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Noem: GOP donor’s $1M for National Guard was a ‘surprise’

July 2, 2021 GMT
FILE - In this Feb. 27, 2021, file photo, South Dakota Gov. Kristi Noem speaks at the Conservative Political Action Conference (CPAC) in Orlando, Fla. A billionaire Republican donor is paying $1 million to help defray the cost of deploying the South Dakota National Guard to the U.S. -Mexico border. The amount of the donation was confirmed Wednesday by Gov. Kristi Noem's office. (AP Photo/John Raoux, File)
FILE - In this Feb. 27, 2021, file photo, South Dakota Gov. Kristi Noem speaks at the Conservative Political Action Conference (CPAC) in Orlando, Fla. A billionaire Republican donor is paying $1 million to help defray the cost of deploying the South Dakota National Guard to the U.S. -Mexico border. The amount of the donation was confirmed Wednesday by Gov. Kristi Noem's office. (AP Photo/John Raoux, File)
FILE - In this Feb. 27, 2021, file photo, South Dakota Gov. Kristi Noem speaks at the Conservative Political Action Conference (CPAC) in Orlando, Fla. A billionaire Republican donor is paying $1 million to help defray the cost of deploying the South Dakota National Guard to the U.S. -Mexico border. The amount of the donation was confirmed Wednesday by Gov. Kristi Noem's office. (AP Photo/John Raoux, File)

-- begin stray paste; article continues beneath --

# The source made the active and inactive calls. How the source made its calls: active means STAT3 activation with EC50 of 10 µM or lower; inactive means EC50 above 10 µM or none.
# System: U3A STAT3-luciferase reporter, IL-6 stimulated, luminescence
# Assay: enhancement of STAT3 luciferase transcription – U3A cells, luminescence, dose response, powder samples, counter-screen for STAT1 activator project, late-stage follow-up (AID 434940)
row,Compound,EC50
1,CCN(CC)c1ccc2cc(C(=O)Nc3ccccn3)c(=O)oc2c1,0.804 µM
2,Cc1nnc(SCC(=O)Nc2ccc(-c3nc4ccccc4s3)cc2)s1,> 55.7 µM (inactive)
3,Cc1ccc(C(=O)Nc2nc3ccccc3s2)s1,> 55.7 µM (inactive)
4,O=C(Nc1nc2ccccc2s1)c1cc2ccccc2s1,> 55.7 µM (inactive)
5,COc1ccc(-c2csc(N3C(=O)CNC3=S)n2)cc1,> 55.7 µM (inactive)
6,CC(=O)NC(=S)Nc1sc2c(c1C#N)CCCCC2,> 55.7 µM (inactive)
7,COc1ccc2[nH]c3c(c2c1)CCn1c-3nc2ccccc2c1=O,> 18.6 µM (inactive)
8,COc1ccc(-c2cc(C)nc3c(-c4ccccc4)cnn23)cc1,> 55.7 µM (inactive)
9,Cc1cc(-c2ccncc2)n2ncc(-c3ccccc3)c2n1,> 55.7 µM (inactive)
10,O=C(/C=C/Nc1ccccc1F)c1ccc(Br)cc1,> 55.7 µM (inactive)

SIOUX FALLS, S.D. (AP) — South Dakota Gov. Kristi Noem said late Thursday it came as a surprise when a billionaire GOP donor reached out with a $1 million offer to fund the National Guard’s deployment to the U.S. border with Mexico.

The Republican governor spoke to reporters for the first time on Thursday after receiving intense scrutiny for accepting the donation. Critics have said it created a troubling precedent that effectively turned National Guard troops into soldiers-for-hire. But Noem described the transaction as a “wonderful” happenstance in which Willis Johnson, the billionaire Republican donor, gave her an unexpected phone call as she was deliberating where to come up with the money to send the National Guard or law enforcement officers to the border.

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“It really was a surprise when he gave me that phone call and said that he wanted to help support the state of South Dakota,” Noem said.

The governor said she has not known Johnson long — their recent interaction was limited to a handshake and a short visit. But that’s all it took for Johnson to wire $1 million from his private foundation into state coffers.

Meanwhile, Democratic lawmakers, who hold just a handful of seats in the Legislature, have called on the governor to return the donation and cancel the deployment.

“Privatized deployments set dangerous precedent for further political use of our National Guard,” they stated in a letter sent to the governor’s office.